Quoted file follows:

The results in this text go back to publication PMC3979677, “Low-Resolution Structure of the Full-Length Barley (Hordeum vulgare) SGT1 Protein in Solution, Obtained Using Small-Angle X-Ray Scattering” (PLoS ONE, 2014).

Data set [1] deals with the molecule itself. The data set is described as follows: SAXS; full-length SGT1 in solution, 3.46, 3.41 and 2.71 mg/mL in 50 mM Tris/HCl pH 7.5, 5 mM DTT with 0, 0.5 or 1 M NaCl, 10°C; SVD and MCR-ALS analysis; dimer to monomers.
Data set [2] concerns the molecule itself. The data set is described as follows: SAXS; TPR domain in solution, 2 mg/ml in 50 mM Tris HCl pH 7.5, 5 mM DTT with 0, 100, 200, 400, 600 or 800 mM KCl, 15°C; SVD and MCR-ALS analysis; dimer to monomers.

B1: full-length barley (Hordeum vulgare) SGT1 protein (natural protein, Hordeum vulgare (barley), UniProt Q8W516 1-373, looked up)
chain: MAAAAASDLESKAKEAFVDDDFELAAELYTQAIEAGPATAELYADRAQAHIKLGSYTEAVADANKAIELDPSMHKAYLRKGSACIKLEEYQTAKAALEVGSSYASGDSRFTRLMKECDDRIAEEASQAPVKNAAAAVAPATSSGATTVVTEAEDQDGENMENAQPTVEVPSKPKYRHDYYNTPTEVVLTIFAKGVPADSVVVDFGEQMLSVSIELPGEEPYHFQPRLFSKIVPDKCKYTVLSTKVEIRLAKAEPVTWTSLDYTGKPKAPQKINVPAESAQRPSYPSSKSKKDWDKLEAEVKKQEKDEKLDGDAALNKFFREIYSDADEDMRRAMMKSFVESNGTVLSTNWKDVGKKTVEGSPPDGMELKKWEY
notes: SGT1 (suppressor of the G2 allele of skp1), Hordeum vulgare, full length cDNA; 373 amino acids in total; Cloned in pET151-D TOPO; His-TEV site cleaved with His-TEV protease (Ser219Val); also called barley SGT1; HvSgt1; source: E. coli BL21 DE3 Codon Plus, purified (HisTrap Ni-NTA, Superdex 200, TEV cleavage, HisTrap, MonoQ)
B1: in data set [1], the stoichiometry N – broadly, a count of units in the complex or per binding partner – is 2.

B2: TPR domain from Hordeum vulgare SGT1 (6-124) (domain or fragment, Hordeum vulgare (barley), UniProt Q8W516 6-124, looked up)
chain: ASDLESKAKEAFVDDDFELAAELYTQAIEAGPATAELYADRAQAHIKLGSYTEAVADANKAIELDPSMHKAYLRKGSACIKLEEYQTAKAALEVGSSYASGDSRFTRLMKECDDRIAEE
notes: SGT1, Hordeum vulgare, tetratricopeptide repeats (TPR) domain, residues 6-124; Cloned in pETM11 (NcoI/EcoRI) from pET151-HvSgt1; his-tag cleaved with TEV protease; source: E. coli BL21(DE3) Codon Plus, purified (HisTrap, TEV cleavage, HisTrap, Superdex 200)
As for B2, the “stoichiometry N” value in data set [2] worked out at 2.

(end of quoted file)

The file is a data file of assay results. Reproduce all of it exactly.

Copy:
The results in this text go back to publication PMC3979677, “Low-Resolution Structure of the Full-Length Barley (Hordeum vulgare) SGT1 Protein in Solution, Obtained Using Small-Angle X-Ray Scattering” (PLoS ONE, 2014).

Data set [1] deals with the molecule itself. The data set is described as follows: SAXS; full-length SGT1 in solution, 3.46, 3.41 and 2.71 mg/mL in 50 mM Tris/HCl pH 7.5, 5 mM DTT with 0, 0.5 or 1 M NaCl, 10°C; SVD and MCR-ALS analysis; dimer to monomers.
Data set [2] concerns the molecule itself. The data set is described as follows: SAXS; TPR domain in solution, 2 mg/ml in 50 mM Tris HCl pH 7.5, 5 mM DTT with 0, 100, 200, 400, 600 or 800 mM KCl, 15°C; SVD and MCR-ALS analysis; dimer to monomers.

B1: full-length barley (Hordeum vulgare) SGT1 protein (natural protein, Hordeum vulgare (barley), UniProt Q8W516 1-373, looked up)
chain: MAAAAASDLESKAKEAFVDDDFELAAELYTQAIEAGPATAELYADRAQAHIKLGSYTEAVADANKAIELDPSMHKAYLRKGSACIKLEEYQTAKAALEVGSSYASGDSRFTRLMKECDDRIAEEASQAPVKNAAAAVAPATSSGATTVVTEAEDQDGENMENAQPTVEVPSKPKYRHDYYNTPTEVVLTIFAKGVPADSVVVDFGEQMLSVSIELPGEEPYHFQPRLFSKIVPDKCKYTVLSTKVEIRLAKAEPVTWTSLDYTGKPKAPQKINVPAESAQRPSYPSSKSKKDWDKLEAEVKKQEKDEKLDGDAALNKFFREIYSDADEDMRRAMMKSFVESNGTVLSTNWKDVGKKTVEGSPPDGMELKKWEY
notes: SGT1 (suppressor of the G2 allele of skp1), Hordeum vulgare, full length cDNA; 373 amino acids in total; Cloned in pET151-D TOPO; His-TEV site cleaved with His-TEV protease (Ser219Val); also called barley SGT1; HvSgt1; source: E. coli BL21 DE3 Codon Plus, purified (HisTrap Ni-NTA, Superdex 200, TEV cleavage, HisTrap, MonoQ)
B1: in data set [1], the stoichiometry N – broadly, a count of units in the complex or per binding partner – is 2.

B2: TPR domain from Hordeum vulgare SGT1 (6-124) (domain or fragment, Hordeum vulgare (barley), UniProt Q8W516 6-124, looked up)
chain: ASDLESKAKEAFVDDDFELAAELYTQAIEAGPATAELYADRAQAHIKLGSYTEAVADANKAIELDPSMHKAYLRKGSACIKLEEYQTAKAALEVGSSYASGDSRFTRLMKECDDRIAEE
notes: SGT1, Hordeum vulgare, tetratricopeptide repeats (TPR) domain, residues 6-124; Cloned in pETM11 (NcoI/EcoRI) from pET151-HvSgt1; his-tag cleaved with TEV protease; source: E. coli BL21(DE3) Codon Plus, purified (HisTrap, TEV cleavage, HisTrap, Superdex 200)
As for B2, the “stoichiometry N” value in data set [2] worked out at 2.